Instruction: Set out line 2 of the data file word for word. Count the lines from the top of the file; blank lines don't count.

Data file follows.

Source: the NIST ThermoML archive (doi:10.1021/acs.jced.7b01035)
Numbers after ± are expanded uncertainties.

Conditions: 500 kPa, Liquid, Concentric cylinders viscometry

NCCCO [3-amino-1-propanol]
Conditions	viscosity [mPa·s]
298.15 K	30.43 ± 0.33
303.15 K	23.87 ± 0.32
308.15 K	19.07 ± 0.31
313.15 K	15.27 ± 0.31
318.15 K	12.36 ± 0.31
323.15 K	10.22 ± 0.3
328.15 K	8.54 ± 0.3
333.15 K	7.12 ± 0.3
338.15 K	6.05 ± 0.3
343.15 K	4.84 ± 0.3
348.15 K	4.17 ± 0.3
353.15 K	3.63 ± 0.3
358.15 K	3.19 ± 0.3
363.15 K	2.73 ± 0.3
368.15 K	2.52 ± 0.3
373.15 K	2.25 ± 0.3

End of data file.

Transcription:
Numbers after ± are expanded uncertainties.